This anxiety can attack at any time and last for a few to several hours.  Sometimes it can last for days with little relief.

These anxiety attacks obviously are debilitating to one degree or another.

Depression and anxiety often lead to other disturbing and dangerous behavior.  These include anorexia or bulimia, cutting, drinking and sexual sins.  These are all sinful ways to mask and deal with the pain of depression and anxiety.

What should you do if you find yourself floundering under one or both of these scourges?

You need to get help as soon as possible.

A common mistake is to wait too long to get help. There are two things that contribute to this. First, the person that falls into depression or anxiety is ashamed and doesn’t want anyone to know.  This is especially true when he isn’t able to keep up with his daily responsibilities. He sees himself as failure and is ashamed.  Second, depression and anxiety clouds a person’s judgment.  As one sinks deeper and deeper into the pit of depression or anxiety one tends to grasp for straws in an attempt to find a way out of this horrible dilemma.  When he finally turns to others for help his depression or anxiety has become almost completely debilitating.

Should you experience depression or anxiety that affects your ability to function for over a few weeks you need to get help!

Where can you turn for help?

First, be assured that there is help. Perhaps the most terrible feature of severe depression is the loss of all hope for recovery! But with God nothing is impossible (Luke 18:27). He is near to all them that call upon him in truth (Psalm 145:18). Although the day of miracles is past, the God who did the miraculous in Bible times has the power to heal the broken soul that is devastated with depression and anxiety.  He who sent his own Son to the cross to secure the salvation of his people will certainly hear them when they call to him from the depths of depression.  In severe depression one’s faith is also “depressed” so that he can hardly believe this to be true.  In fact, he often can hardly pray. But God’s promises are true.  He will hear those that cry to him in need.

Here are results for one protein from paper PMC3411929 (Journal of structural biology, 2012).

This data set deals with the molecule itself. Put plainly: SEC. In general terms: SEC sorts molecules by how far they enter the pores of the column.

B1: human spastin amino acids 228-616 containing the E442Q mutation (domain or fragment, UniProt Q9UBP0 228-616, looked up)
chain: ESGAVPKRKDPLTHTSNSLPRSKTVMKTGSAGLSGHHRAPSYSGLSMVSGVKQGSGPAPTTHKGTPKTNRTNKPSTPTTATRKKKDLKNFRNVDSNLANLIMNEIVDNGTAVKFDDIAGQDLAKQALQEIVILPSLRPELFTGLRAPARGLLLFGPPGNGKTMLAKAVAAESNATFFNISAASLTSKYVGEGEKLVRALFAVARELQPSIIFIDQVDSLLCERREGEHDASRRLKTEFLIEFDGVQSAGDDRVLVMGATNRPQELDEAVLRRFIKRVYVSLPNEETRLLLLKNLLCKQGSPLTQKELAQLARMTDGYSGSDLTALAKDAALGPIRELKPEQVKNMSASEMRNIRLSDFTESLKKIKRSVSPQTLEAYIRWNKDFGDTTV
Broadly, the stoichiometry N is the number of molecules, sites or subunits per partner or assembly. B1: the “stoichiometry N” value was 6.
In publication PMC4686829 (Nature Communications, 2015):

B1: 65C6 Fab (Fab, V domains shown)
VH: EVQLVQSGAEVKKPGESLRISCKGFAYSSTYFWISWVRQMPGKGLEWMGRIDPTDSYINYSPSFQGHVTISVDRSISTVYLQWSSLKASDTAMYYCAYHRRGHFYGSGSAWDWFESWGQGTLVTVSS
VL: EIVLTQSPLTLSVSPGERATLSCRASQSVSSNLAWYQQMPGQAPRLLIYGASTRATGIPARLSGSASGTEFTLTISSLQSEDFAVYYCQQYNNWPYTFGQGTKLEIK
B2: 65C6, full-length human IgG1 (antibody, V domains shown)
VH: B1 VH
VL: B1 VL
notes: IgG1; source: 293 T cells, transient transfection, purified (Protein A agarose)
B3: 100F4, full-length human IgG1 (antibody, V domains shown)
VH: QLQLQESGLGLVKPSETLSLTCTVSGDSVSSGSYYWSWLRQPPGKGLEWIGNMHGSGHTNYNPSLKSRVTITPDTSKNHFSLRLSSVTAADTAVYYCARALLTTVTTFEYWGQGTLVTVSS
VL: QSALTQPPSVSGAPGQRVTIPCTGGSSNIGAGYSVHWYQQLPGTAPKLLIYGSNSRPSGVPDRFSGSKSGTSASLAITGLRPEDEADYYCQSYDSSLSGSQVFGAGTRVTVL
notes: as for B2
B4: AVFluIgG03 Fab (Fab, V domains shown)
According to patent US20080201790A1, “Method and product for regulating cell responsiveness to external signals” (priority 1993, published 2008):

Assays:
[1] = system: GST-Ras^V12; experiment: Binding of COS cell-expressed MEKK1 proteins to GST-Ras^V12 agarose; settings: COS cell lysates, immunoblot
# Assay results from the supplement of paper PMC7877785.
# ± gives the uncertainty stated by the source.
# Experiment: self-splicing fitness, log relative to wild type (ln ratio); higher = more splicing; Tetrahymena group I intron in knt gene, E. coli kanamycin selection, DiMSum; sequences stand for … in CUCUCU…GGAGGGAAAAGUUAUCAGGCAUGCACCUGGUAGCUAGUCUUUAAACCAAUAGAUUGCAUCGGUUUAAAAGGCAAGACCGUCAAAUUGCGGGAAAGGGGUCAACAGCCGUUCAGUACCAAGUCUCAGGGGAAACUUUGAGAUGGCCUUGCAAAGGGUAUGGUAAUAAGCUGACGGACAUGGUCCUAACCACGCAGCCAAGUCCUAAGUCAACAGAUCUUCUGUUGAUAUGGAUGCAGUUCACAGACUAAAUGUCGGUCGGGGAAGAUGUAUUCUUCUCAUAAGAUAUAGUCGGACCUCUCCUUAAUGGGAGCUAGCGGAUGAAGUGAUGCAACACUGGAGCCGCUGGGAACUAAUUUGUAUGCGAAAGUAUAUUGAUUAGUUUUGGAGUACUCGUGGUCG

How and where will that help be found?

God provides a number of different sources to deliver his people from the ravages of depression and anxiety.

This may surprise you, but teenagers struggling with depression issues can find a great deal of help from their parents.  It is true that the teenage years are often filled with conflict with parents.  However, in a covenant home the teen that turns to his parents for help will most often find a listening ear, a compassionate heart, and a readiness to do whatever is necessary to help.

With the help and input of parents, the depressed teens need to connect with those who understand depression and anxiety. To many these things are a mystery and they find it difficult to help apart from offering encouragement. But there are those that do understand depression and can provide invaluable help.  This can be a pastor, an elder, a fellow member of the church and/or a Christian counselor.  With the help of those that truly understand depression and also with the support of those that do not, the depressed teenager will be led out of his depression and anxiety by a compassionate and understanding God.

In the next article we will discuss certain things that the depressed and anxious person must learn to do differently.  This may include abandoning a sinful lifestyle.  It usually involves correcting one’s view of self and the expectation set for self to match what the Bible teaches.  Medication may also be an important part of recovery. And the recovery will be a process.  But by God’s grace the depressed teen can be delivered from despair to joy and in the process become a much more productive and happy Christian.

 

  • Rev Slopsema is minister emeritus in the Protestant Reformed Churches